The deep sea's most psychedelic feat is not its contribution to bacon-wrapped scallops, as mind-blowing as they are. We know little about the ocean; we've barely scratched the surface (only 21 people have hit up the Challenger Deep, after all). Yet, what we do know is pretty wonderous, and reality at that. No zonked-out caterpillar smoking a pipe on a mushroom here, Alice. (I mean, how would he even light the thing?) 

Do you think you'd be able to distinguish much detail on Earth from miles away in space on the clearest day? Your apartment building, though? Nope. Yet, even in a red-eyed bong haze, you'd be able to catch a glimpse of the Great Barrier Reef, also known as the largest living form in the world

NASA

She big.

Nature's original drugless psychedelia, some corals are able to absorb ultraviolet light via a protein they produce, and as a result, they emit a fluorescent glow. Just like the neon purples and yellows of a lava lamp, to put it in stoner terms. A defense mechanism, some researchers believe this to be a naturally occurring sunscreen to protect them from the sun's rays

Too much hot water will kill a coral reef. As for the Great Barrier Reef, it has endured much danger as a result of rising ocean temperatures, and scientists have talked about creating low-rise clouds that would diffuse some light, allowing for the water to cool.

If this does not heighten your senses, then take a look at another aspect of the ocean. Fin whales. 

Typically 60 to 85 feet long, these biological miracles can sing and be heard up to 600 miles away. Approximately five miles further than people hearing your shower performances every morning. Scientists are using fin's best hit singles to track down sound waves, helping us learn more about what the ocean floor might look like in a less harmful way. 

According to Scientific America, "Seafloor imaging, which is important for studying things like earthquake mechanics and carbon storage capacity, typically uses large air guns that send blasts of sound downward." The sound waves seep into the Earth's crust and spring back to release info via special instruments on the seafloor. This is not cost-efficient, nor is it eco-friendly, as marine mammals who depend on sound communication find the air guns confusing and obnoxious. Fin whale songs provide a natural, non-harmful workaround for scientists.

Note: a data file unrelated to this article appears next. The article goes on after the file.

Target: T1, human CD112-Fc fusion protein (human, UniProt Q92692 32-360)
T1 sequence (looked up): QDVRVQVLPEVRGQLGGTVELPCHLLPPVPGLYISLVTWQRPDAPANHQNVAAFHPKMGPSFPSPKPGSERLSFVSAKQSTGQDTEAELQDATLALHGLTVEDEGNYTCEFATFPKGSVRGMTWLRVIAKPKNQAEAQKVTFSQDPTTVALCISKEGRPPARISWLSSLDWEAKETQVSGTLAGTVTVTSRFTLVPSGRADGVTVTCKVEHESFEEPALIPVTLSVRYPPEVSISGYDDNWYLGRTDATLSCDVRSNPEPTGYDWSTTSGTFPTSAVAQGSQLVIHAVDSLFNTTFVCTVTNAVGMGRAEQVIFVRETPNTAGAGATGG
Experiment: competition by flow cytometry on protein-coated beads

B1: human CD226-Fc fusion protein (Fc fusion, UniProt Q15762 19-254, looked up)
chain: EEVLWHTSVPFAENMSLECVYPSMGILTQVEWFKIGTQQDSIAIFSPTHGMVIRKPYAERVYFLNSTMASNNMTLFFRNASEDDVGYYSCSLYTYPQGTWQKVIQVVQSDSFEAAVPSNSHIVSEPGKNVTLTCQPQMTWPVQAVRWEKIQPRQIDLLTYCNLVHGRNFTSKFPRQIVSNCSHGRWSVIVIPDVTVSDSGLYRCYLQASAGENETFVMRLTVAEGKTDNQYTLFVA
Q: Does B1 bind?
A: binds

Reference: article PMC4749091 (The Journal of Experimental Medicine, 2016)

Now let's dive a little deeper into the South Pacific Ocean's Mariana Trench – home to the aforementioned Challenger Deep. As we mentioned, it's rarely visited, not because folks aren't into the idea, but rather the pressure down there is devastatingly crushing. Would you jump at the opportunity to travel down the deepest part of Earth over 36,000 feet? No sun, freezing temperatures, and home to the goblin shark (not a fairytale, an actual monster of the sea.) According to the BBC, "The trench is so deep, it would be possible to fit Mount Everest (8,848m) inside it and still have more than 2km of water above the peak. The pressure at the trench floor is crushing - some 100 million pascals, almost 16,000 pounds per square inch."

You'd probably look like this too if you inhabited the deepest part of the world with no sunlight. 

Finally, on the bad acid trip side of oceanic marvels are the salt traps hiding in The Gulf of Mexico. See, the Gulf was shallow before it became, well … identifiable as water. Over one million years ago, as the little water it contained evaporated, it created thick layers of salt to build, hiding beneath the sediment. The layers continued to thrive, and as the salt began to escape the cracks, a highly concentrated brine took effect and is now considered the Jacuzzi of Despair.

A toxic underwater wasteland, the Jacuzzi of Despair hails "a lethal hellscape on the bottom of the Gulf of Mexico" and "essentially pickles you to death." Small fish and crabs never make it out alive, and the best advice? Never go in cause the water's never fine.

For more of Oona’s sarcasm and attempted wit, visit her website oonaoffthecuff.com.

Top Image: PXFuel

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